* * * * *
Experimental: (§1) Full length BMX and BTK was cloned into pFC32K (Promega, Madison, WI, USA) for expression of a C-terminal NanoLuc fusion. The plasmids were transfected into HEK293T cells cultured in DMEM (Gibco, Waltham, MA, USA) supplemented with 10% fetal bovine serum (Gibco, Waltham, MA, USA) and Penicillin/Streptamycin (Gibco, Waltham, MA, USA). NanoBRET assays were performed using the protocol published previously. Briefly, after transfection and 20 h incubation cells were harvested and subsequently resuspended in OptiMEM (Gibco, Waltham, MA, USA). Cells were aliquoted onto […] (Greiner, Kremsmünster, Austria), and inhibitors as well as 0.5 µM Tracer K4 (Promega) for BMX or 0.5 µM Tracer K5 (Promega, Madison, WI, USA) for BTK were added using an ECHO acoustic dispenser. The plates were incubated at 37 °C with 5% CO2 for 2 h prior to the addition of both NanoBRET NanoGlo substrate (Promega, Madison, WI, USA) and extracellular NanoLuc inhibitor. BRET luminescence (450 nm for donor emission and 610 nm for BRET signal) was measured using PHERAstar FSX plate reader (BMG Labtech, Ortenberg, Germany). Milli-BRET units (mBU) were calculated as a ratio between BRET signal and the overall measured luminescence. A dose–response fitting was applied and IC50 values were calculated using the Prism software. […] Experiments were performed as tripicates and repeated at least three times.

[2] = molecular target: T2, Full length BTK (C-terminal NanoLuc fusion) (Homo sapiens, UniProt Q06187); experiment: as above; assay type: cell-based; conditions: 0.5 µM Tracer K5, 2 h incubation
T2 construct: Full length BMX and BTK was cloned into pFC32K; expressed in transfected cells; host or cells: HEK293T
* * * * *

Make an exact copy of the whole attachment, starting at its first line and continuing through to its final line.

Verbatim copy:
Experimental: (§1) Full length BMX and BTK was cloned into pFC32K (Promega, Madison, WI, USA) for expression of a C-terminal NanoLuc fusion. The plasmids were transfected into HEK293T cells cultured in DMEM (Gibco, Waltham, MA, USA) supplemented with 10% fetal bovine serum (Gibco, Waltham, MA, USA) and Penicillin/Streptamycin (Gibco, Waltham, MA, USA). NanoBRET assays were performed using the protocol published previously. Briefly, after transfection and 20 h incubation cells were harvested and subsequently resuspended in OptiMEM (Gibco, Waltham, MA, USA). Cells were aliquoted onto […] (Greiner, Kremsmünster, Austria), and inhibitors as well as 0.5 µM Tracer K4 (Promega) for BMX or 0.5 µM Tracer K5 (Promega, Madison, WI, USA) for BTK were added using an ECHO acoustic dispenser. The plates were incubated at 37 °C with 5% CO2 for 2 h prior to the addition of both NanoBRET NanoGlo substrate (Promega, Madison, WI, USA) and extracellular NanoLuc inhibitor. BRET luminescence (450 nm for donor emission and 610 nm for BRET signal) was measured using PHERAstar FSX plate reader (BMG Labtech, Ortenberg, Germany). Milli-BRET units (mBU) were calculated as a ratio between BRET signal and the overall measured luminescence. A dose–response fitting was applied and IC50 values were calculated using the Prism software. […] Experiments were performed as tripicates and repeated at least three times.

[2] = molecular target: T2, Full length BTK (C-terminal NanoLuc fusion) (Homo sapiens, UniProt Q06187); experiment: as above; assay type: cell-based; conditions: 0.5 µM Tracer K5, 2 h incubation
T2 construct: Full length BMX and BTK was cloned into pFC32K; expressed in transfected cells; host or cells: HEK293T